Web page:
Cultural Norms Are Not
Necessarily Biblical Norms

In any area of life, people whose culture indoctrinates them with certain values and then those people construct their day-to-day living based on that indoctrination are going to think differently than people who have not been so influenced by that same culture. A good example is a faithful brother and missionary to Muslims with whom many in the brotherhood are familiar. He was reared in Bagdad. His culture indoctrinated people to hate Americans. Many facets of their society were geared toward perpetuating hatred toward America and its culture. Given those facts, it is easy to see how the average person from Iraq would have a different attitude toward America than the average person, say from Bermuda, or other nations whose culture and practices are American friendly. Thankfully, by God’s grace, this faithful brother from Iraqi was a deeper and more spiritual thinker than the indoctrination of his culture!

Culture can be both a Scripturally obligatory matter that is temporary as well as a perpetual matter of option. For example, there is nothing inherently sinful about eating meat, for “God created [it] to be received with thanksgiving by those who believe and know the truth. For every creature of God is good … if it is received with thanksgiving” (1 Tim. 4:3-5). However, if Christians are in a culture where eating meat is considered participating in idolatry or if eating meat causes another Christian to sin by violating his or her conscience, then eating meat is temporarily sinful (1 Cor. 8:1-13). When new Christians learn God’s word and allow it to transform their lives, their consciences will eventually approve eating meat and/or participating in activities with other faithful Christians (cf. Rom. 12:1-2; 14:1-7).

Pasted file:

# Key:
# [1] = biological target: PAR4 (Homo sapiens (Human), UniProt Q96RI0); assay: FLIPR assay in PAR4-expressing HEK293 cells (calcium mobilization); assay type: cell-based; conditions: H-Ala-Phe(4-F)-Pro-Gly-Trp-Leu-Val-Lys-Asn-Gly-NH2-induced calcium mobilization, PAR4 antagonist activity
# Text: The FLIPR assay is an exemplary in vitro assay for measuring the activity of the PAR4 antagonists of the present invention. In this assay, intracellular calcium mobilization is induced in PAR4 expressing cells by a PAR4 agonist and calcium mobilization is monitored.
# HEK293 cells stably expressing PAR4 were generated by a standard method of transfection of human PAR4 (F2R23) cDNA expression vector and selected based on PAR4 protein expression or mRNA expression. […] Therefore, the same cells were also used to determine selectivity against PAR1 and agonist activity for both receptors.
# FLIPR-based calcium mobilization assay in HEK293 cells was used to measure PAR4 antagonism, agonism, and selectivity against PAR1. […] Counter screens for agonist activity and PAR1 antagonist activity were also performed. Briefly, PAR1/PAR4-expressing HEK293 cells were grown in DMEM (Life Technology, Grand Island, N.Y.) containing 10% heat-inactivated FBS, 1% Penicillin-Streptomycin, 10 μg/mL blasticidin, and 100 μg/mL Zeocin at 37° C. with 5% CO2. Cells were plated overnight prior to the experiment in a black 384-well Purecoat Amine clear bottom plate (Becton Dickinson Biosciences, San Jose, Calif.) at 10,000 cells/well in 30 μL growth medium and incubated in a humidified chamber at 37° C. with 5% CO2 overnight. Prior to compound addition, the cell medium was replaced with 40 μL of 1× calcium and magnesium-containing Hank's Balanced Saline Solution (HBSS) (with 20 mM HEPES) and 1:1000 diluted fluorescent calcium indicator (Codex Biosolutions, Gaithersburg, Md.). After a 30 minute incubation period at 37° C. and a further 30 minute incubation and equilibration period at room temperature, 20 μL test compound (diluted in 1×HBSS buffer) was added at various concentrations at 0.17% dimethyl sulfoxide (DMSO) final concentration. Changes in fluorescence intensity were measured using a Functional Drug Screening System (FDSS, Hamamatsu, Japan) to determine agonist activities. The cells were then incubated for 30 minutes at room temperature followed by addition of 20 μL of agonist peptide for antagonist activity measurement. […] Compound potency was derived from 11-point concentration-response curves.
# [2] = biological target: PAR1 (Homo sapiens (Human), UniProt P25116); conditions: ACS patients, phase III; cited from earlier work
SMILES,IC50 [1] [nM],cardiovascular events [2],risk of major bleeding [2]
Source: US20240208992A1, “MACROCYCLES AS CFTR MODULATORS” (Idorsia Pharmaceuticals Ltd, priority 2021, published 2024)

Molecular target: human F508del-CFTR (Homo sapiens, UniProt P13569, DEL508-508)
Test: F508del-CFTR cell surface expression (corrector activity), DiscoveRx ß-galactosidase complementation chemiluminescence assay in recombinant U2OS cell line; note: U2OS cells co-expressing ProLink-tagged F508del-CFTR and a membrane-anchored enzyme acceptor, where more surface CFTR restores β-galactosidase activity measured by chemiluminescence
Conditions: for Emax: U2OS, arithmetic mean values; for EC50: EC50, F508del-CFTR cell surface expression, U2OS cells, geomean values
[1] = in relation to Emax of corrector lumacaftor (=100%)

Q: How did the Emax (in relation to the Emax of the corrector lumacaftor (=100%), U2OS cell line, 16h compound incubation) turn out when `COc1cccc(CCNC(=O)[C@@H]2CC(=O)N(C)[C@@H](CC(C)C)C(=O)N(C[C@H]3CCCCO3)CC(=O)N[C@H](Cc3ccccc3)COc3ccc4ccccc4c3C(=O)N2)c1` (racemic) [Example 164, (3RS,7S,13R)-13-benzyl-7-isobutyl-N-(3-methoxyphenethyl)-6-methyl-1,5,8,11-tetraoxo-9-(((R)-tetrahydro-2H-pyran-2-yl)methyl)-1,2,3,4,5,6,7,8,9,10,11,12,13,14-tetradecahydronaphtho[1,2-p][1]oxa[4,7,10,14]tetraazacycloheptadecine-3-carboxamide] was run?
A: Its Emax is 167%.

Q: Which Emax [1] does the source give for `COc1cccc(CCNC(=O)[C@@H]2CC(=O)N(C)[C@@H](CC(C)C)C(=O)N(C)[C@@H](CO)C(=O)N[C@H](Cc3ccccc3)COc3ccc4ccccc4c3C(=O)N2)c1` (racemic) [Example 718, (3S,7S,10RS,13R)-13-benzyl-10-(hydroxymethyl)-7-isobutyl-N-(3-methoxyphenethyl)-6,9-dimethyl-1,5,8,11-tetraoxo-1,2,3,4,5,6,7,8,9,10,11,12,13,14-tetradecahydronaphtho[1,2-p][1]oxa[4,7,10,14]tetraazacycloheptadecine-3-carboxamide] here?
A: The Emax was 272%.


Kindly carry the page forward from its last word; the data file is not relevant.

Cultural norms that are inherently sinful, however, must not be followed or even allowed a place in the Christian’s heart. An experienced missionary once told an FSOP chapel assembly that certain countries in Asia only allowed one child per family. While there is nothing inherently sinful for parents to have only one child, the problem arises when more than one is born. “Law abiding” citizens are called upon to have additional children “euthanized” (which is a polite way of saying murdered) in order to maintain the mandate. Since males are valued more than females, and since many parents do not want to directly kill their children, babies are often born in back rooms, unnoticed by authorities. As a result, orphan homes are overrun with girls, who become prime candidates for the sex traffic trade.

It is one thing when a country allows its citizens to commit immoral activities (like America with its legal allowance for fornication, abortions, same sex marriages, etc.), but it is quite another issue when a country (like the one mentioned above) forces its citizens to commit immoral acts. An incidental lesson here is when Christians in America start thinking the “grass is greener” in communist countries or with their philosophies, they need to consider the enforcement of mandates like the one-child-per-family! Christians are not authorized to commit sinful acts, such as murder, in obedience to culture (cf. Acts 5:29; Rom. 3:8; 1 Cor. 10:31; Col. 3:17).

New Testament Principles
Transcend Cultural Norms

One big difference between Old Testament Judaism and New Testament Christianity is that Christianity has been declared binding for all people in all ages since its inauguration in Acts 2 (cf. Mt. 28:18-20; Rom. 1:16). Parts of Old Testament Judaism required being in Jerusalem for feasts (cf. Deut. 16:1-6). Judaism also required descendants from Levi to serve in the tabernacle/temple (Ex. 28–29). Since the Old Testament feasts as such are not part of the Gospel, there are no ties to physical Jerusalem. Since all Christians are priests in God’s kingdom (1 Pet. 2:5, 9; Rev. 1:5-6), the Levitical system has no binding concern in Christianity (cf. Heb. 7:11-14; 8:7).